Super Snow Moon 2019, the February supermoon will be the brightest and the biggest in 2019. While in the United States, the full moon of February is called the snow super moon, since it snows during that time, in other parts of the world, It will be a day when the moon will appear closer to Earth and will also be bright. The Super Moon will appear 15% larger and up to 30% brighter than a full moon at apogee. The moon will be full today and in its perigee. The point in the Moon’s orbit closest to Earth is called perigee and the farthest point is apogee.
Where to see Super Snow Moon:
You can see the Super Snow Moon in most parts of the world and in almost every city in India. However, the times will be different, according to the departure of the moon and the setting of the moon in that country.
When to see the snow moon in February:
The super moon will reach its peak on February 19, 2019, at 10:54 am EST (Eastern Standard Time) or around 9:30 pm IST (Indian Standard Time). It will be at its brightest point at 3:53 pm UK time.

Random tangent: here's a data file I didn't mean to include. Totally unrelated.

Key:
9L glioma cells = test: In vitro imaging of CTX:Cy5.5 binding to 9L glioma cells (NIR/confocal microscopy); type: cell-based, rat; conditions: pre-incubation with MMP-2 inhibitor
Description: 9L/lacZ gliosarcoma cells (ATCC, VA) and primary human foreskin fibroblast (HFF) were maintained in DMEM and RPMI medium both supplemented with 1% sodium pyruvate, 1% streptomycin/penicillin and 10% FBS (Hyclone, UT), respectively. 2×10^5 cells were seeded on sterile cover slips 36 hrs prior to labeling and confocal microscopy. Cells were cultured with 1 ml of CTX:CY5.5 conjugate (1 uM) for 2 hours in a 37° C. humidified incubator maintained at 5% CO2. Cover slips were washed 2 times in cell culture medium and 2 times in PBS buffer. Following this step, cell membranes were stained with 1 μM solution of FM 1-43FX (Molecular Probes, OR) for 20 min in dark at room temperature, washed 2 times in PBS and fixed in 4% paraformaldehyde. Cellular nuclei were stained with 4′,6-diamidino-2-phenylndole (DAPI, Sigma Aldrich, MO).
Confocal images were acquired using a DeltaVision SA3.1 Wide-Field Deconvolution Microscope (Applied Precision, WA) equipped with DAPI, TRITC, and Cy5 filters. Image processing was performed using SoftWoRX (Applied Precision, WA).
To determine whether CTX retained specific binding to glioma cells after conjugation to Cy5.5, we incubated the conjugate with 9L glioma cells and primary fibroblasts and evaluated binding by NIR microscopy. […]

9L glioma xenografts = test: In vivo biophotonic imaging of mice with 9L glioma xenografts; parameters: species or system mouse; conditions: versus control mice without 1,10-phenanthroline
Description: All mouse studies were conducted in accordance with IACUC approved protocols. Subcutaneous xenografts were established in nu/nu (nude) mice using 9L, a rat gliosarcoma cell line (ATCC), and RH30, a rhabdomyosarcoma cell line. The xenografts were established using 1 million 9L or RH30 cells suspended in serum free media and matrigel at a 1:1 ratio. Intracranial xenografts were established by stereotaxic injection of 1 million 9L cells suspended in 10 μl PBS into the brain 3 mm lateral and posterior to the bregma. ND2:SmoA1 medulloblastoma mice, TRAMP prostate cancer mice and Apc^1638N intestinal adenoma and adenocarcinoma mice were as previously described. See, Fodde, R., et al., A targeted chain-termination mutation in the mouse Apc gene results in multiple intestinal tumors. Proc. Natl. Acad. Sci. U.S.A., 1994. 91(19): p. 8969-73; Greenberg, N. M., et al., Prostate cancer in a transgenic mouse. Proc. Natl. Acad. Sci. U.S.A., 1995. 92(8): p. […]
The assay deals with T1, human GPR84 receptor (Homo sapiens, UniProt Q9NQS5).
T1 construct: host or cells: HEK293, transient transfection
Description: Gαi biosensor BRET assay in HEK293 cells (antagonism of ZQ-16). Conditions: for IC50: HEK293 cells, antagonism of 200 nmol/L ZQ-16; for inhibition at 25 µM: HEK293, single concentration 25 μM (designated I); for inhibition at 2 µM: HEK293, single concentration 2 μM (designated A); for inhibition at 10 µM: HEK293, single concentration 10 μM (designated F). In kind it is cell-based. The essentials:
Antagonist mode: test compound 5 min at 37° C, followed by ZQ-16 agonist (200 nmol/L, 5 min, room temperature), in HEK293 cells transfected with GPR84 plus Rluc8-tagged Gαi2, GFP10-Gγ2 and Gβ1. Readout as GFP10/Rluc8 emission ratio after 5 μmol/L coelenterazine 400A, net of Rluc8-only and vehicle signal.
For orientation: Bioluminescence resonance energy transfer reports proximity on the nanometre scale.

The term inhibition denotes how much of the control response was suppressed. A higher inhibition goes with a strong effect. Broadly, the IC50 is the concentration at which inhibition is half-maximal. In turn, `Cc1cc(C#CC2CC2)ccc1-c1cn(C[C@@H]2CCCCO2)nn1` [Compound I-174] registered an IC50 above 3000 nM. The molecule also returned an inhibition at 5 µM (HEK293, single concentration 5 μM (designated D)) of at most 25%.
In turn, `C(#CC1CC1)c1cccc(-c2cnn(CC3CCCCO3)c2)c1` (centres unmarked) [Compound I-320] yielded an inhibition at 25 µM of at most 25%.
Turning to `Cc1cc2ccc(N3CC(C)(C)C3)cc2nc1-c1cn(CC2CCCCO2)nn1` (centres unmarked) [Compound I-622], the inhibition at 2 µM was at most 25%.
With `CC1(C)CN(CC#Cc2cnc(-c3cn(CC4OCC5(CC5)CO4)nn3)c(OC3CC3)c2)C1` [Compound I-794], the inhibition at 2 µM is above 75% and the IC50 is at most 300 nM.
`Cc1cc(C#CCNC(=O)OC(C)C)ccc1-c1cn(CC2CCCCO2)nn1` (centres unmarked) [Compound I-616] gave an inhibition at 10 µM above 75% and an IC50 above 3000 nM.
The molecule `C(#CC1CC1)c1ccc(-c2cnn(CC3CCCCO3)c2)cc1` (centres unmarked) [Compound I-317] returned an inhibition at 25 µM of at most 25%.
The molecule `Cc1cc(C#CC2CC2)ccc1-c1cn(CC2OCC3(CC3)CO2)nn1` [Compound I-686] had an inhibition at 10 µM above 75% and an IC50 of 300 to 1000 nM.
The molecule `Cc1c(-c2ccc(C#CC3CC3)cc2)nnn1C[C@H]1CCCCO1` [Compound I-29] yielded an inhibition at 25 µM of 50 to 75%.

Best time to see Super Snow Moon 2019:
The best time to enjoy a Super Full Moon, this time a snow moon, or any other full moon, is just after the moon’s moonrise when the moon is near the horizon. Just before the moon is also a good time.
Why is February Supermoon called “Super Snow Moon”
According to NASA, the term “snow moon” is the historical name given to the second full moon of winter by certain Native American tribes in the United States. It is called the snow moon due to snowfall during this time of year. The heavy snowfall is also the reason for its alternative name, “hungry moon”, due to the lack of availability of food. Some of his other names are ice moon and storm moon.
More about Supermoon:
When the full moon is low, it looks bigger and brighter than when it is higher in the sky. This is known as the illusion of the Moon, and actually makes more of a difference in its appearance than the real impulse that comes from being a little closer to Earth.
The orbit of the Moon around the Earth is not a perfect circle, but elliptical, with one side closer to the Earth than the other. As a result, the distance between the Moon and Earth varies throughout the month and the year. On average, the distance is approximately 382,900 kilometers (238,000 miles).
When a full Moon occurs when the Moon is close to its closest approach to Earth, it is called a Super Full Moon. It happens when the center of the Moon is less than 3,60,000 kilometers from the center of the Earth.